Hierarchies without firms? Vertical disintegration, outsourcing and the nature of the platform
Forthcoming e-book “Quaderni 8th Giorgio Rota Best Paper Award”, Autumn 2020
22 Pages Posted: 28 Feb 2018 Last revised: 17 Jun 2020
Date Written: April 20, 2020
New forms of labour intermediation through digital platforms such as Uber, Deliveroo or Amazon Mechanical Turk can be conceptualised as the latest stage of a long-lasting process of disaggregation of the firm and “disorganisation of labour law.” In particular, the rise of platform-mediated work can be seen as an instantiation of deliberate business strategies aimed at outsourcing labour while retaining intense and pervasive managerial prerogative. The phenomenon is exacerbating several unresolved tensions inherent in the contemporary world of work, let alone the perverse impact that “platformisation” is having on precariousness and social inequalities.
In short, new technologies allow platforms to abandon traditional methods of workplace governance and adopt a stronger version of the “command and control” logic. Direct interaction is replaced by a significant reliance on information communications technology: workers are monitored more closely and intimately than they ever used to be by means of tech tools, including algorithms, artificial intelligence and customers’ reviews. This leads to the question whether the existing concept of “firm” is appropriate to face this transformational new reality, whether minor or major adaptations may be necessary or whether we need a total re-invention of the underlying assumptions of the employment relationship.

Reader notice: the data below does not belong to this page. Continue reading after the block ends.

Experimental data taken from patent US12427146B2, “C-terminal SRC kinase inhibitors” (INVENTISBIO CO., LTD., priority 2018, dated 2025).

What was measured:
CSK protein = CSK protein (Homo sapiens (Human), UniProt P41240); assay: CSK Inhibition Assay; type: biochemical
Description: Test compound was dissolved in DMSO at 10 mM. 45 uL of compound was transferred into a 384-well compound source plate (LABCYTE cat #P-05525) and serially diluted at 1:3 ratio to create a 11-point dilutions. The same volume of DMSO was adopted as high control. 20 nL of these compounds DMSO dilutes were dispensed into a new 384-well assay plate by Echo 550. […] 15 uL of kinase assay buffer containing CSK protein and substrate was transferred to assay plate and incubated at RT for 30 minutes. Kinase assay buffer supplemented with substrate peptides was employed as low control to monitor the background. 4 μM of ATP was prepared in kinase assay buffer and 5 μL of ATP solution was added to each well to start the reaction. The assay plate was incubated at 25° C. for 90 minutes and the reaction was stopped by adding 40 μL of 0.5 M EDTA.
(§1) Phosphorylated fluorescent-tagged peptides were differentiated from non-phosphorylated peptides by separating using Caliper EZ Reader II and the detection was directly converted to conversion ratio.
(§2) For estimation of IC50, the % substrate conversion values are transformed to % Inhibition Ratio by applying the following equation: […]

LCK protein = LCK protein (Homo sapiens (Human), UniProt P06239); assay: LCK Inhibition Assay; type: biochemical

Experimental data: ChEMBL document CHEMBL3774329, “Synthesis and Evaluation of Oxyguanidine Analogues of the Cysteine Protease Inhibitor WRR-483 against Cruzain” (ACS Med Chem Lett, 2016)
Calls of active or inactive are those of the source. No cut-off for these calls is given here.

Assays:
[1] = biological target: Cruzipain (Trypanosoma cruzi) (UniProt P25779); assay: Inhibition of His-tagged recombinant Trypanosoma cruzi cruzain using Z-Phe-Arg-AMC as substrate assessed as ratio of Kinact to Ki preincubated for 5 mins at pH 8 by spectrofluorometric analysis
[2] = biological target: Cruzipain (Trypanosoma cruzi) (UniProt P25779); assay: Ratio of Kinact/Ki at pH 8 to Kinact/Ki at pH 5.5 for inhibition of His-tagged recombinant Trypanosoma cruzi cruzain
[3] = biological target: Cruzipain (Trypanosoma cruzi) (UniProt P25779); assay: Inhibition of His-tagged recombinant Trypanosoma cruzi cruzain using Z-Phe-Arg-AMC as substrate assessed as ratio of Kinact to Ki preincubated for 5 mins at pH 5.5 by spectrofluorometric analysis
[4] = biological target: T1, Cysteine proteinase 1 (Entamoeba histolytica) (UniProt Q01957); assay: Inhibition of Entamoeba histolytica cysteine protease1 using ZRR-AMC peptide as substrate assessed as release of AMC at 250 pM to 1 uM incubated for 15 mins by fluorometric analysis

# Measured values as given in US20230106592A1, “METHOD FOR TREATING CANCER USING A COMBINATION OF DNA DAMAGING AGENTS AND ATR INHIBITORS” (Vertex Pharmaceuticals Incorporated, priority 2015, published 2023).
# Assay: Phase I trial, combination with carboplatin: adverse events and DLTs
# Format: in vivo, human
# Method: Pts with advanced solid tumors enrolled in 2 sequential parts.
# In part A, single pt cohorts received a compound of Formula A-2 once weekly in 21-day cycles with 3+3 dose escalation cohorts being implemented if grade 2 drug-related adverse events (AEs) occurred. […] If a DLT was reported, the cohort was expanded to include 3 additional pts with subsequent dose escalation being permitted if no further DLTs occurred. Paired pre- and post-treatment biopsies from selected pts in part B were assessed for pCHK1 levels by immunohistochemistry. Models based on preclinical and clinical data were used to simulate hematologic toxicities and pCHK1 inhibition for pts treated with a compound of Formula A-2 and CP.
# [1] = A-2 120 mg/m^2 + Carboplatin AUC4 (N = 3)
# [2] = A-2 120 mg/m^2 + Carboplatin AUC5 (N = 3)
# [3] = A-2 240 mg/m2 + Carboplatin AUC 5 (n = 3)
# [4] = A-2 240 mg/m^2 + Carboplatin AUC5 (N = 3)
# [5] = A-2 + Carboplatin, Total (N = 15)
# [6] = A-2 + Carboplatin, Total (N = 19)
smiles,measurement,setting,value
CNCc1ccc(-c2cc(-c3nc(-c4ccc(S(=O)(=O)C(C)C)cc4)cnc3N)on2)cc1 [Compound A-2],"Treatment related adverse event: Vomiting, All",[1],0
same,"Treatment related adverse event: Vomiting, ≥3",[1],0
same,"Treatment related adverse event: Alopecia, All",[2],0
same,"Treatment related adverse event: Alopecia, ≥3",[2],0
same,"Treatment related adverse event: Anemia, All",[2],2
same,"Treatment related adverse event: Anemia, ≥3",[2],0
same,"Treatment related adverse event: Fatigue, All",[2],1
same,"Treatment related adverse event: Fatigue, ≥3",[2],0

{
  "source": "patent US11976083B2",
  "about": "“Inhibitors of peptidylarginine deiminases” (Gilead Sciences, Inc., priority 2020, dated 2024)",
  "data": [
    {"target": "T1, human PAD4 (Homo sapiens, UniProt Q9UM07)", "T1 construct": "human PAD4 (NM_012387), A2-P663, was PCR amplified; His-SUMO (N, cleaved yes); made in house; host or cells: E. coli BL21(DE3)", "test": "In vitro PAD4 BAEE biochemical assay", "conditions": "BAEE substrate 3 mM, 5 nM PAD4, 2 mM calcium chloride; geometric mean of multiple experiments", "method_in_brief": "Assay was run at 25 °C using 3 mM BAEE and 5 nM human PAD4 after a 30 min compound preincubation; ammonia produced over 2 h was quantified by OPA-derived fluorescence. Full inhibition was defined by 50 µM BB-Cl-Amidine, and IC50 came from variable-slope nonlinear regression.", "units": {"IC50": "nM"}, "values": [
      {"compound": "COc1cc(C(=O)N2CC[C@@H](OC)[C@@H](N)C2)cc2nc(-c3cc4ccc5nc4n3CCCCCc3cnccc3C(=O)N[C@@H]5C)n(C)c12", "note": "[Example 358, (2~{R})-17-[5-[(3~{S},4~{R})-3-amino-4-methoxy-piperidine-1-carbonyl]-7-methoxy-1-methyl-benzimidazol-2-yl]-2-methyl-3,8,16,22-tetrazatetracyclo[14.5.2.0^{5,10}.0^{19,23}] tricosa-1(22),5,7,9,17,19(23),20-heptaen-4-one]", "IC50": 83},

After describing the theoretical antecedents of hierarchical outsourcing, the article explores the literature on the nature of “non-standard forms of firm” by applying transaction-cost economics. In an attempt to update the incomplete trichotomy among “hierarchies,” “markets” and “networks,” I present a complementary model combining pre-existing schemes. By building on theories unfolding the disarticulation of the formal employing entity and the pulverisation of work-related responsibilities, this paper demystifies the prototypical business model of rampant socio-economic actors.
Keywords: transaction cost economics, cerberus firm, business model, Uber, platform economy, gig work, sharing economy, misclassification
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